Source: CICH graphic created using data adapted from Statistics Canada. Table 105-0512 – Health indicator profile, by Aboriginal identity, age group and sex, four year estimates, Canada, provinces and territories, occasional (rate). http://www5.statcan.gc.ca/cansim/a05?lang=eng&id=1050512 -accessed August 2, 2017.
In 2007-2010, 86% of First Nations women living off reserve, age 15 to 24 years, initiated breastfeeding.
That percentage was 81% for Métis women and 77% for Inuit women.
For non-Indigenous women the rate was 83%.
The rate of breastfeeding initiation for women 25 to 44 years was slightly less than the 15 to 24 age group for First Nations women living off reserve and Métis women.
However, the rate was higher for non-Indigenous women in the 25 to 44 year age group compared to the 15 to 24 age group.
Breastfeeding is a natural and nutritious way of feeding babies, and provides health benefits for both mother and baby. Research has shown that children who are breastfed have fewer respiratory tract and ear infections, diarrheal based illnesses, asthma, and early childhood caries,1 and may also have a protective effect against obesity.2 Breastfed off reserve First Nations children were found to have a lower prevalence of early childhood caries,1 as well as lower rates of asthma/chronic bronchitis and chronic ear infections.3 Encouraging breastfeeding is a way of reducing health issues in Indigenous babies.4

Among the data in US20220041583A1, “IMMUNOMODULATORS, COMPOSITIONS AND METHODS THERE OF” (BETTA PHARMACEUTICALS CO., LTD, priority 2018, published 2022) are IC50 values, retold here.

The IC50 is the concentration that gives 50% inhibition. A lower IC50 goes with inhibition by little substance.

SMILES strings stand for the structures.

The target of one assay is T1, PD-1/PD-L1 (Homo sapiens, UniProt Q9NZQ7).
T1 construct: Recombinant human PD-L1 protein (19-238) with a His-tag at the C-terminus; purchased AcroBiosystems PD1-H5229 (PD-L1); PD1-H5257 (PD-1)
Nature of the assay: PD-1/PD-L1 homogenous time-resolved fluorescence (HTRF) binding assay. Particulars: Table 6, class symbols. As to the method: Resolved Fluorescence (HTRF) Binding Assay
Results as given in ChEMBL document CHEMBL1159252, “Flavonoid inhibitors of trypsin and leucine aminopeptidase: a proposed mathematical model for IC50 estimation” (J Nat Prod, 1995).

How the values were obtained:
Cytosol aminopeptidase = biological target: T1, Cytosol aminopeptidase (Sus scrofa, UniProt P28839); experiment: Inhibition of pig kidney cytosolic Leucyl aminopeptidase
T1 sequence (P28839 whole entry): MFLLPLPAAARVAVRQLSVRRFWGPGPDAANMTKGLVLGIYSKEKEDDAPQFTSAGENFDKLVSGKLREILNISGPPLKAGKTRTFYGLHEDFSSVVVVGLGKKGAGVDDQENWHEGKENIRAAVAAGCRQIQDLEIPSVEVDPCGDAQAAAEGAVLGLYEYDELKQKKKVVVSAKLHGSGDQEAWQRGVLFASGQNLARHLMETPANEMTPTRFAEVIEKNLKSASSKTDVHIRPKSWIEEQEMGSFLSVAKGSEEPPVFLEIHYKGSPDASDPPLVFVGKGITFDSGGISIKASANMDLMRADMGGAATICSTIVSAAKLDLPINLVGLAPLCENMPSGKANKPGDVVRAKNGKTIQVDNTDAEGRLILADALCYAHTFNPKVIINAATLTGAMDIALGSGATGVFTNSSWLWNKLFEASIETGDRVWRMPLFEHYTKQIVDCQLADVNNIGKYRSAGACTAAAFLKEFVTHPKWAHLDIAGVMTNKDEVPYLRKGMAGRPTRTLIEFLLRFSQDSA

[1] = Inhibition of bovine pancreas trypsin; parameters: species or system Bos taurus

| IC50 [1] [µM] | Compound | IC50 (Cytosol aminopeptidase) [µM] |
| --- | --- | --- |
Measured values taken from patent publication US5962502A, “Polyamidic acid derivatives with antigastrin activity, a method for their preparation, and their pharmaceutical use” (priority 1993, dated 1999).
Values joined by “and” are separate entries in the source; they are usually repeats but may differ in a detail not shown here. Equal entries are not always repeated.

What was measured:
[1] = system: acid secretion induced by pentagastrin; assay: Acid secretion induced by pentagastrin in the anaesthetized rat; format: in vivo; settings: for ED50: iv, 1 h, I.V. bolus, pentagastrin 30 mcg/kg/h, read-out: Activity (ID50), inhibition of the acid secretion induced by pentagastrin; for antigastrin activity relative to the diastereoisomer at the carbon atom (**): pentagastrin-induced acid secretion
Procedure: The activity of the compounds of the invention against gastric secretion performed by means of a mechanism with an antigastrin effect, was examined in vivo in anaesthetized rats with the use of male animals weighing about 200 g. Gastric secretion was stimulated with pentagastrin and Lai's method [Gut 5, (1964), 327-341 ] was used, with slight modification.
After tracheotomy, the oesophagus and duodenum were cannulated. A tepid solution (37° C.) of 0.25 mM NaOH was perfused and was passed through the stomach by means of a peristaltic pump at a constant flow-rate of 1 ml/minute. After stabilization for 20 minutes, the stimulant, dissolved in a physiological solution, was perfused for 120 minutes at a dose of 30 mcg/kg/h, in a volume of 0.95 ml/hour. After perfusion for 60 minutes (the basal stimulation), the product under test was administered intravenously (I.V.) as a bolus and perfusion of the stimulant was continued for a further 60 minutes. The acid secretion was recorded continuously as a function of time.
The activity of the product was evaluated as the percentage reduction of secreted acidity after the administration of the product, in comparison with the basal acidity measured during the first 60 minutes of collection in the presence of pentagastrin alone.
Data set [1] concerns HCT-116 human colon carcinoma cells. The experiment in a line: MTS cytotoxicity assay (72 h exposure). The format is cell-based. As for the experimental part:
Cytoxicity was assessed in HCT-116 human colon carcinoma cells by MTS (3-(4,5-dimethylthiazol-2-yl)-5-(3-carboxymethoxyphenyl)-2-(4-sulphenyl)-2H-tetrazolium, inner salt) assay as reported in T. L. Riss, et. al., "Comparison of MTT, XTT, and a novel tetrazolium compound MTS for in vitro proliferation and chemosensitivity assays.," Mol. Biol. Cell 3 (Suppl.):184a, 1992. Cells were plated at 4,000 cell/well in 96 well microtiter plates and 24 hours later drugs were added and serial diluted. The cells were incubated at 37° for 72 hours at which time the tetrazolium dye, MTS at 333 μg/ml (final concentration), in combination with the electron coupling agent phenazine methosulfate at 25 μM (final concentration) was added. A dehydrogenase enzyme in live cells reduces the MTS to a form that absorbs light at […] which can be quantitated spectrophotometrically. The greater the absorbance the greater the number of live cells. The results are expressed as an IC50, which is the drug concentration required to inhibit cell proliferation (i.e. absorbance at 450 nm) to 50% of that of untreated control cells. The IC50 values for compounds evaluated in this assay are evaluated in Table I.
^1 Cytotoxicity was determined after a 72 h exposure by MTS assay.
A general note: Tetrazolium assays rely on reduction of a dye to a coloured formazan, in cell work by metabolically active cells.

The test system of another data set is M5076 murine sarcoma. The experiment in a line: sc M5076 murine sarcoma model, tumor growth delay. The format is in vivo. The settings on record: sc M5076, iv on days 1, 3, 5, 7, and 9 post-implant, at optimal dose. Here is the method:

1Cidro, J., Zahayko, L., Lawrence, H.P., Folster, S., McGregor, M., & McKay, K. (2015). Breast feeding practices as cultural interventions for early childhood caries in Cree communities. BMC Oral Health, 15, 49.
2Gionet, L. (2013). Breastfeeding trends in Canada. Health at a Glance, November, 1-7.
3Badets, N., Hudon, T., & Wendt, M. (2017). Associations between breastfeeding and select chronic conditions among off-reserve First Nations, Métis and Inuit children in Canada. Ottawa, ON: Statistics Canada, Catalogue 75-006-X.
4McIsaac, K.E., Moineddin, R., & Matheson, F.I. (2015). Breastfeeding as a means to prevent infant morbidity and mortality in Aboriginal Canadians: A population prevented fraction analysis. Canadian Journal of Public Health, 106(4), e217-e222.